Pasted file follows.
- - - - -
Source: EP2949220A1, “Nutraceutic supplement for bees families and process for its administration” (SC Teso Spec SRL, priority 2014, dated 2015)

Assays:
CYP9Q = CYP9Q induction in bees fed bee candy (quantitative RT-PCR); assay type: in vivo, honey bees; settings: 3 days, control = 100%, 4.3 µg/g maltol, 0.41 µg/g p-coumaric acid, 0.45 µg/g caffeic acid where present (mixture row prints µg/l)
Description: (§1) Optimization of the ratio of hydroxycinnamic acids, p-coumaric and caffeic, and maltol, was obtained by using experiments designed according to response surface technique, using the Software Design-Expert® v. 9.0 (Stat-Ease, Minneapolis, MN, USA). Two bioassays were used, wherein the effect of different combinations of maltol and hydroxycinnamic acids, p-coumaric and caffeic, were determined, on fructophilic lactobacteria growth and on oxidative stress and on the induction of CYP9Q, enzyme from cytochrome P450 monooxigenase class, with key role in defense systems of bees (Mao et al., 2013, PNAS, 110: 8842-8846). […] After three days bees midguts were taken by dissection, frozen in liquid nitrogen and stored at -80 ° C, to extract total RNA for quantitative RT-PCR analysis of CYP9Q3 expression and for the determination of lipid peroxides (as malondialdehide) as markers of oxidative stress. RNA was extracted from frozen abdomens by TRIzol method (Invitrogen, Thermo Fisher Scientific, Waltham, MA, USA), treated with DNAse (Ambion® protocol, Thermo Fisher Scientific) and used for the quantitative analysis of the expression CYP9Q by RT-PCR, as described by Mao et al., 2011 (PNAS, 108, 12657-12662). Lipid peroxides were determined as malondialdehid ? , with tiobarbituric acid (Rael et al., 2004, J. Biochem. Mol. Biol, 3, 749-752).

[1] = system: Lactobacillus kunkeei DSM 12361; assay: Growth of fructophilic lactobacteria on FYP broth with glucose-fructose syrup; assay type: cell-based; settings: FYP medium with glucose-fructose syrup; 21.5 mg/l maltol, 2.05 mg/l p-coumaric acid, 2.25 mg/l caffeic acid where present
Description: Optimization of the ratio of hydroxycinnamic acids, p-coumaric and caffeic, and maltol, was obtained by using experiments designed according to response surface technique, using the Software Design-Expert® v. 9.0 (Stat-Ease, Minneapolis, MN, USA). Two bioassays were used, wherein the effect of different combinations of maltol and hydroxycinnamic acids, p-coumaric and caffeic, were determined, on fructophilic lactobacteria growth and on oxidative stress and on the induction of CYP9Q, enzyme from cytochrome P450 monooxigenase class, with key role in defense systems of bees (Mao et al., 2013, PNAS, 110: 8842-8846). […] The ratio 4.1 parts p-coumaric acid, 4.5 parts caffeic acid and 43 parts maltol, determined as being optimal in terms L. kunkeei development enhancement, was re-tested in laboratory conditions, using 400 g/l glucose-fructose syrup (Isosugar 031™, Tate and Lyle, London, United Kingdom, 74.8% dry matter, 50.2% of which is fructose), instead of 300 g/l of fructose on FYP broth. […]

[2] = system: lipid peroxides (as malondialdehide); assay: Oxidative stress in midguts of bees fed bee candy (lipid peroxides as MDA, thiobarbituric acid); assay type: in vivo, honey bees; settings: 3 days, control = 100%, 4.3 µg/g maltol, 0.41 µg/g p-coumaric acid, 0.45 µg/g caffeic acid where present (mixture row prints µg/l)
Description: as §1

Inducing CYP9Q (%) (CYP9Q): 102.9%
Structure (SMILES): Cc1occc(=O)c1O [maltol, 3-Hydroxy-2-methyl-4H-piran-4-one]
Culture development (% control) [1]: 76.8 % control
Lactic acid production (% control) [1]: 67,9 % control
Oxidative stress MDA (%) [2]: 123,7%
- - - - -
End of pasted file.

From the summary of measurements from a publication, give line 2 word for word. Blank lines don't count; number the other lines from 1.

Assays: